"The Canadian business world is slowly moving to a place where they're reporting on what's known as the corporate social responsibility index," Gilvesy told Samaritanmag. "And this becomes a handy tool for them. So if they find that they have impact - maybe on water, and maybe on wildlife, then they can offset those impacts again, by purchasing new acres and bringing them into the fold. In the corporate responsibility world, it's a want, as in, 'we want to prove to Canadians that we are good corporate citizens.'"
Gilvesy said one of the keys to success regarding this program is that the farmer or rancher is managing their own land.
"We think it's really great to upgrade the image of the farmer as the good steward of the land, because they're literally doing something, they're literally managing this,. And it's a big advantage for conservation."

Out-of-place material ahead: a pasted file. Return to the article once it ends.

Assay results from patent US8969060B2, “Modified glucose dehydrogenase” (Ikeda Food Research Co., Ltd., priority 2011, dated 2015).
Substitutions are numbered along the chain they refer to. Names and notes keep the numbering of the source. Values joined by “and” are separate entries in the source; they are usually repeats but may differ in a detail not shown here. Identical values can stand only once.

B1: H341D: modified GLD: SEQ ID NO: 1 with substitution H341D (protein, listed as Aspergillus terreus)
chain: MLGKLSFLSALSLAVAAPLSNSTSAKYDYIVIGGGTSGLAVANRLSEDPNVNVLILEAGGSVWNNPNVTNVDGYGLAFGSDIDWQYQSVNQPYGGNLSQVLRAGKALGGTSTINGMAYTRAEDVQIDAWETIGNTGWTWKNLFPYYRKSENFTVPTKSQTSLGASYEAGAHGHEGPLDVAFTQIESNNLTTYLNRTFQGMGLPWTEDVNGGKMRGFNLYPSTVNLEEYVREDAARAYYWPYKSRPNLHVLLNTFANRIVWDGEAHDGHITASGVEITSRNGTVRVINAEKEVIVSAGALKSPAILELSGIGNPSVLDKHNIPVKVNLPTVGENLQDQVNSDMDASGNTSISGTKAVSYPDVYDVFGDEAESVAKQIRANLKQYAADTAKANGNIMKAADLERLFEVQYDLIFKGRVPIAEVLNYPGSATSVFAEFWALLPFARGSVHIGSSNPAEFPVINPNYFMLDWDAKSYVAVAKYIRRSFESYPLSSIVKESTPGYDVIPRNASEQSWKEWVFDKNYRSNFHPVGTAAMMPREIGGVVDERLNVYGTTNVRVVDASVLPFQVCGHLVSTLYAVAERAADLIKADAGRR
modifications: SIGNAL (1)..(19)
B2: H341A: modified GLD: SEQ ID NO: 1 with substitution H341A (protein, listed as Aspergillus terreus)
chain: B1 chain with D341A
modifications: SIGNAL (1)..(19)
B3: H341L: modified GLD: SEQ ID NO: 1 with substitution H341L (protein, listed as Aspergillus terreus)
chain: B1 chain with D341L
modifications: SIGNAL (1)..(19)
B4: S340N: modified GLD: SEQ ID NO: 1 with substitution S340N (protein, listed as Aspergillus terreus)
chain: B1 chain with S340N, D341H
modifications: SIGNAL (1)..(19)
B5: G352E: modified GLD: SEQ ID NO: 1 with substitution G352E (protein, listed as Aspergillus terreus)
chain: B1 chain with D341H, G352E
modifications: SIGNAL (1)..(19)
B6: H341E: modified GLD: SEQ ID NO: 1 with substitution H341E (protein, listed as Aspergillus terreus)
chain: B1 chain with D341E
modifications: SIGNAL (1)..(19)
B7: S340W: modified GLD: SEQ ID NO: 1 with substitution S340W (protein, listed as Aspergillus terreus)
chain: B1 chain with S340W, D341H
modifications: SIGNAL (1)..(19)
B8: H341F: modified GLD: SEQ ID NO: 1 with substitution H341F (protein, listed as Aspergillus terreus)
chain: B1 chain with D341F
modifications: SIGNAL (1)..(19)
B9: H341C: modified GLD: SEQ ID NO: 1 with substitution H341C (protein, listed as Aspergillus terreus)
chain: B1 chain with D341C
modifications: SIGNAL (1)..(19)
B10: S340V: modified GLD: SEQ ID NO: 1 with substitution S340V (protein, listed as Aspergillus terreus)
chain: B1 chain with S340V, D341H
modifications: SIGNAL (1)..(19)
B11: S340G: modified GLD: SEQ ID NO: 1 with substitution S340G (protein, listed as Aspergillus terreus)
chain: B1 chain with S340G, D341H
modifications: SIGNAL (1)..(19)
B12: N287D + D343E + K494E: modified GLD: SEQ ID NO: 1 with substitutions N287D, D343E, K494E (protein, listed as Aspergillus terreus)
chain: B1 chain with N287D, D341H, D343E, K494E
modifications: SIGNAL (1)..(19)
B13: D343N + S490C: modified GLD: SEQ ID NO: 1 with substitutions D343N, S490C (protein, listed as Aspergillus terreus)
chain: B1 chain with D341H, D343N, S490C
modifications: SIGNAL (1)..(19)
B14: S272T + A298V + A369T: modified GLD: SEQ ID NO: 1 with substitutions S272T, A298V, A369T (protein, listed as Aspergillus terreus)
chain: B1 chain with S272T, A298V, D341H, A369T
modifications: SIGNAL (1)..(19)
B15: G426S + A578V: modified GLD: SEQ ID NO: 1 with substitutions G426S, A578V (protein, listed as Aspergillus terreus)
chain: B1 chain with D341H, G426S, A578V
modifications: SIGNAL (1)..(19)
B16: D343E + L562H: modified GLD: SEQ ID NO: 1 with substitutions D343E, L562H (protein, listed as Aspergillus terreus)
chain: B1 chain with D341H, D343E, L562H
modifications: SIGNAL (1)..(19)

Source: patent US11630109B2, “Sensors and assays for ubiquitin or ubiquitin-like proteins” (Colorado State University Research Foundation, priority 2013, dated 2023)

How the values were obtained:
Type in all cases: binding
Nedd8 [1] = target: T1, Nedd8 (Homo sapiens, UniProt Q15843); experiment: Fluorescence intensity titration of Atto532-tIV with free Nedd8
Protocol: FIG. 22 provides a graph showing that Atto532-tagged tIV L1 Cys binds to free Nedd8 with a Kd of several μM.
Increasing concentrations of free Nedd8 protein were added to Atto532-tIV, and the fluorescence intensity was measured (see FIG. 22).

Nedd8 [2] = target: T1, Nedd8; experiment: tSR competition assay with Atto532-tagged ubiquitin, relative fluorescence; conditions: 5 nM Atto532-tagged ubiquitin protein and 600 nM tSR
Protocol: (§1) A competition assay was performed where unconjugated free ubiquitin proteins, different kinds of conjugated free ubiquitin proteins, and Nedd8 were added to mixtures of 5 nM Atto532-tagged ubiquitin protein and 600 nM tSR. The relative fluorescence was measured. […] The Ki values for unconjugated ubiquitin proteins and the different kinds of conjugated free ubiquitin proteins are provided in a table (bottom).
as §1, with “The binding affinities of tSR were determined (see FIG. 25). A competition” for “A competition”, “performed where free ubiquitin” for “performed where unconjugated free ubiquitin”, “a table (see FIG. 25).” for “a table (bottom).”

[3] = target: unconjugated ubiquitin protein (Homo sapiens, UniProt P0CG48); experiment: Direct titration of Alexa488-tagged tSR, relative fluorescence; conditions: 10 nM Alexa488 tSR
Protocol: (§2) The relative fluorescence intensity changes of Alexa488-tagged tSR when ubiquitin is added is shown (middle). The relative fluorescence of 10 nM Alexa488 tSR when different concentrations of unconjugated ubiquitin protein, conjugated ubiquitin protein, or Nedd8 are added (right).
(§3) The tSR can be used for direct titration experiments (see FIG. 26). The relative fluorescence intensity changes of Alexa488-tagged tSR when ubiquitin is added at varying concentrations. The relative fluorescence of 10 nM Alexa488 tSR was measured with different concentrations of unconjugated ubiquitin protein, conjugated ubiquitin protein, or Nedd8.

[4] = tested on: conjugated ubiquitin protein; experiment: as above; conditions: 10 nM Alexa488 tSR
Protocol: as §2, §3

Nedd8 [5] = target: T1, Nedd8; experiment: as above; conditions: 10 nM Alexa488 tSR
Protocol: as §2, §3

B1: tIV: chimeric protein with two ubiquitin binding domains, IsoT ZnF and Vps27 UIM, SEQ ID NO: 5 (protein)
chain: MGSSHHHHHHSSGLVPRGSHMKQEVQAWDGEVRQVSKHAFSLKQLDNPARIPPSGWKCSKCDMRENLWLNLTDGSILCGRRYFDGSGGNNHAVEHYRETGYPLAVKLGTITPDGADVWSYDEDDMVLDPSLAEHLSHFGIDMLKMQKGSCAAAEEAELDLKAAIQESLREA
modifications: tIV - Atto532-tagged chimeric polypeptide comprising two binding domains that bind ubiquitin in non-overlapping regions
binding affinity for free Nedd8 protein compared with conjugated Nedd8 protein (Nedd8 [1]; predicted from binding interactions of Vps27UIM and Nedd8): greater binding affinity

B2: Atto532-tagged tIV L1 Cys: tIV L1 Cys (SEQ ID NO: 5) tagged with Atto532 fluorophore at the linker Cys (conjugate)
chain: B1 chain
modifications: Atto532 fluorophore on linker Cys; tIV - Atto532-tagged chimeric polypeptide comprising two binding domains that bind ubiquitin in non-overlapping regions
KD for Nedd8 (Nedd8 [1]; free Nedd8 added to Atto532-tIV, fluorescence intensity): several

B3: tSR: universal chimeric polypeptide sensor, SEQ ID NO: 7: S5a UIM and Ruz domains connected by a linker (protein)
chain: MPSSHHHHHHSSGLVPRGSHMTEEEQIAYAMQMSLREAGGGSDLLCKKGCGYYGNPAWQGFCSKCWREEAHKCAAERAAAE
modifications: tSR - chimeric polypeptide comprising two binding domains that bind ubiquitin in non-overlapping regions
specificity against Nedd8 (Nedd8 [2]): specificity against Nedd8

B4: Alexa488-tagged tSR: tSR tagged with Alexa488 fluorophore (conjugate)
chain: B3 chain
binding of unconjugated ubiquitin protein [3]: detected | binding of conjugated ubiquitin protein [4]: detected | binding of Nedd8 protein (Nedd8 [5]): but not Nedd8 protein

Gilvesy said that approximately half the $5 million donation has gone towards "developing the program" and half "to seed projects on the ground."
"They give us the seed money to start within a community, and then we bring in other money over top. We've had 60 different funding partners."
Established in 1950 by W. Garfield Weston and his wife Reta and their nine children, the private W. Garfield Weston Foundation has already given $100 million to conservation work across Canada. The Foundation is also active in the fields of education, science in Canada's North and neuroscience.Nike